Digitalisation of European businesses: Efforts for a promising future
In this article we have seen that the digitalisation of businesses is a key issue in Europe. While there are disparities between countries, the potential for successful Europe-wide digitalisation is ever-present. Even if Nordic countries have a head start, southern and central European countries are preparing to enter the digitalisation race.
With the historical leaders still lagging behind, Europe could catch up with the American and Chinese heavyweights in the next few years. Digital transformation must be more than ever a priority for business leaders in Europe.
What is the current digitalisation situation in your company? We have appropriate solutions for all businesses in order to go further in your digitalisation efforts.
1 'Une étude mondiale réalisée par Capgemini Consulting et le MIT Center for Digital Business', Capgemini, Novembre 2012.
2 'Digitization for economic growth and job creation', Strategy&, 2013.
3 'Digital Europe: Realizing the continent’s potential', McKinsey, July 2016.
4 'The Digital Economy and Society Index (DESI)', European Commission, 2020.
5 'Europe facing major challenges as Digital Transformation becomes number one skills issue', Intelligent CIO, March 2020.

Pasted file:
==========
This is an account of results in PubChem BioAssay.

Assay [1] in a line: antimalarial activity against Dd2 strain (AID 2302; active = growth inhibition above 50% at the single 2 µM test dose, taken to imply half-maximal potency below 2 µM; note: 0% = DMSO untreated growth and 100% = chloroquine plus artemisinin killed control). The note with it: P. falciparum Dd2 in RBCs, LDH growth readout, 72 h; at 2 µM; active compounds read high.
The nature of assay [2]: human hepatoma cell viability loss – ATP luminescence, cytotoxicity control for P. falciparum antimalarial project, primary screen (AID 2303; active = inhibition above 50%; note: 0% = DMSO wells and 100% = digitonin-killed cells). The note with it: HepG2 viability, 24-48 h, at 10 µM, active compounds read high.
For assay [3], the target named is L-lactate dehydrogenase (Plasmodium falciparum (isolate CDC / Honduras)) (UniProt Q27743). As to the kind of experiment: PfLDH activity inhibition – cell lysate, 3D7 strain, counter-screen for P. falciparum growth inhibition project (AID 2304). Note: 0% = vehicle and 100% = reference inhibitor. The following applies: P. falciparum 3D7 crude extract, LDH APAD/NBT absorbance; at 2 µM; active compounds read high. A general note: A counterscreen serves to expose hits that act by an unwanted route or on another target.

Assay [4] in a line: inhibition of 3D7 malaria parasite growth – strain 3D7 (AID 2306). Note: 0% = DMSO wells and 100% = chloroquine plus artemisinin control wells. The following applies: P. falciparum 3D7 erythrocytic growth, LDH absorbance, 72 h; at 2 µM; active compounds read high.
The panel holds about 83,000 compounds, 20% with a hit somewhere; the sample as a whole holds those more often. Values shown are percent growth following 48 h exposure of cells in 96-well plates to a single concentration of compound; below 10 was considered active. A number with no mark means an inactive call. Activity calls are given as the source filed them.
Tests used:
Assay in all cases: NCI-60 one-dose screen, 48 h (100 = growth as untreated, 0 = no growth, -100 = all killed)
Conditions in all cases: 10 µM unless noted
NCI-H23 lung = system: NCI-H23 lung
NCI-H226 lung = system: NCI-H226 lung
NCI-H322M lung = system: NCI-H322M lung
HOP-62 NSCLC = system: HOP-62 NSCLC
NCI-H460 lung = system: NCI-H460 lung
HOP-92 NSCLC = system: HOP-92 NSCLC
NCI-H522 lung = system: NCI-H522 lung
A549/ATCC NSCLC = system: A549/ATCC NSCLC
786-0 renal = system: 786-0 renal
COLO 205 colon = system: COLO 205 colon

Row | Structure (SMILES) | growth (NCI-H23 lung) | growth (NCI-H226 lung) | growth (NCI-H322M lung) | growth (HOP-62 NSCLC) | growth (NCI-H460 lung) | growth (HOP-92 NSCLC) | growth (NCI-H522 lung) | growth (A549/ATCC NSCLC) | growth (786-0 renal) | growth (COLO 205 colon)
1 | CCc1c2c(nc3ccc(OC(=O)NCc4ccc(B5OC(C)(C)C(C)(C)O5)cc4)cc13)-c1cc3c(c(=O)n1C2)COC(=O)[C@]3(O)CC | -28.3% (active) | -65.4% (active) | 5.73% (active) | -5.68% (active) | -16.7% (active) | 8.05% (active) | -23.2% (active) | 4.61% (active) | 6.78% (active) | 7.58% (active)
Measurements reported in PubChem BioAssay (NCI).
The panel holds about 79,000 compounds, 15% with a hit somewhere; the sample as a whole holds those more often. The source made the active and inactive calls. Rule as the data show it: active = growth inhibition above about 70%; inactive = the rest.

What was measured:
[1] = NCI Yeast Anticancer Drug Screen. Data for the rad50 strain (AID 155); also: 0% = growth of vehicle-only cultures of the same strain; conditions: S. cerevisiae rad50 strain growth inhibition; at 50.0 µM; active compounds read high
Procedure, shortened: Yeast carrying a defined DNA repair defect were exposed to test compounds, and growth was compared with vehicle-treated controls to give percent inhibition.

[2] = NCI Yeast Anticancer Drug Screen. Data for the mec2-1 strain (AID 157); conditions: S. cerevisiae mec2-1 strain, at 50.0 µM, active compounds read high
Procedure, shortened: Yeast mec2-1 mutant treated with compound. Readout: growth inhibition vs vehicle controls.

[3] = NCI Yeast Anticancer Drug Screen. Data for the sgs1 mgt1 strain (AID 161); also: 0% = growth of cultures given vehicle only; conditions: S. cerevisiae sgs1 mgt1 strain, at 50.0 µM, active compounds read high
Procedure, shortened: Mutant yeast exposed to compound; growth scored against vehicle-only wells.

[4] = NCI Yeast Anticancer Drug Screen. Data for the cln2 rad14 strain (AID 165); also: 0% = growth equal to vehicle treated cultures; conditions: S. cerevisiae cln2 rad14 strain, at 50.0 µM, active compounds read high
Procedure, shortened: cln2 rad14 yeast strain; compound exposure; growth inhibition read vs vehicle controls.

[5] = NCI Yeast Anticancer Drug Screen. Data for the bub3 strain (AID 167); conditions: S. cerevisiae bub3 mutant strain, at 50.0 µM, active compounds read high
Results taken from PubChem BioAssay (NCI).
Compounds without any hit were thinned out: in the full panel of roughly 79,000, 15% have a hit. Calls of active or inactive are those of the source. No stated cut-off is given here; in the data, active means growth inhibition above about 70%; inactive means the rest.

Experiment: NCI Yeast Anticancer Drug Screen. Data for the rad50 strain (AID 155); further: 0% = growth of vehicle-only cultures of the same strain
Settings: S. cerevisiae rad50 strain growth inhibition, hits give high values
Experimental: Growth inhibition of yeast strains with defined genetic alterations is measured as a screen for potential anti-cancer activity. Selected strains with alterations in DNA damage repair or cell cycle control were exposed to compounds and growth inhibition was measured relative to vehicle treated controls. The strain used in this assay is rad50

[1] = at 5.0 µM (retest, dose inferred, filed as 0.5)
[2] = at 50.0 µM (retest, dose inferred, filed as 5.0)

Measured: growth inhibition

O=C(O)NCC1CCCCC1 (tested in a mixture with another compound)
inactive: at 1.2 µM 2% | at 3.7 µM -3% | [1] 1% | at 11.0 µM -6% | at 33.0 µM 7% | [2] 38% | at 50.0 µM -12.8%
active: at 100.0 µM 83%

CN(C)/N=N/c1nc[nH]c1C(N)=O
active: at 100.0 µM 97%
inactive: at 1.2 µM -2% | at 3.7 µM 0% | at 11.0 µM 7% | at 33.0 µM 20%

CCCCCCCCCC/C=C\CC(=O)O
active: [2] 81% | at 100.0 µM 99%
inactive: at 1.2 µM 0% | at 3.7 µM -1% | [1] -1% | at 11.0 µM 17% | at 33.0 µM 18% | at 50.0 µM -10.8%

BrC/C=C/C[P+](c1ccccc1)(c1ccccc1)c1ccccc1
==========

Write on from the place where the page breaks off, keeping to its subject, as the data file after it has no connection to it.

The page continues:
6 'Europe’s digitalisation delay: help via (higher) education', The Conversation, March 2019.
7 'The rise of Digital Challengers', McKinsey, 2018.
8 'Digitalisation de l’économie : l’Europe en retard sur les Etats-Unis', IEIF, June 2016.
9 'Digital banking has become part of European’s everyday life. New study from Mastercard reveals', Mastercard, 2019.
10 'AssurTech : l’approche prédictive de Luko pour dépoussiérer l’assurance habitation', Frenchweb, Septembre 2019.
11 'Digital Europe: Pushing The Frontier, Capturing The Benefits', McKinsey, June 2016.
12 'Joint Manifesto on Digitalisation from the Construction Industry', FIEC.
13 'Report: Supporting digitalisation of the construction sector and SMEs', European Commision, Octobre 2019.
14 'Communication From The Commission To The European Parliament And The Council - Construction 2020', European Commission, July 2012.
15 'The Rise of the Platform Enterprise', The Center For Global Enterprise, January 2016.
16 'How much are European companies using data?', The Datalandscape.
17 'The Digital Skills and Jobs Coalition', European Commission, February 2020.
18 'How the Next European Commission Should Tackle AI', Center for Data Innovation, Septembre, 2019.
19 'Digital Transformation Is Not About Technology', Harvard Business Review, March 2019.
20 'Why Digital Transformations Fail: Closing The $900 Billion Hole In Enterprise Strategy', Forbes, March 2018.
21 'Digitalisation and AI: At the heart of Europe's industrial future', The Parliament Magazine, February 2019.
22 '(How) will the EU become an AI superstar?', Deutsche Bank Research, March 2020.
23 'Artificial Intelligence in Europe Report: At a glance', Pulse Microsoft.
24 'Forty percent of ‘AI startups’ in Europe don’t actually use AI, claims report', The Verge, March 2019.
25 'Digital Innovation Hubs (DIHs) in Europe', European Commission, May 2020.
26 'Top 100 Digital Companies', Forbes, 2019.
27 'Deutsche Telekom’s Dirk Eckert Harnesses Digital Disruption', Radius, Octobre 2019.
28 'Deutsche Telekom & Orange : le manifeste en faveur d’une Europe numérique', Orange, May 2019.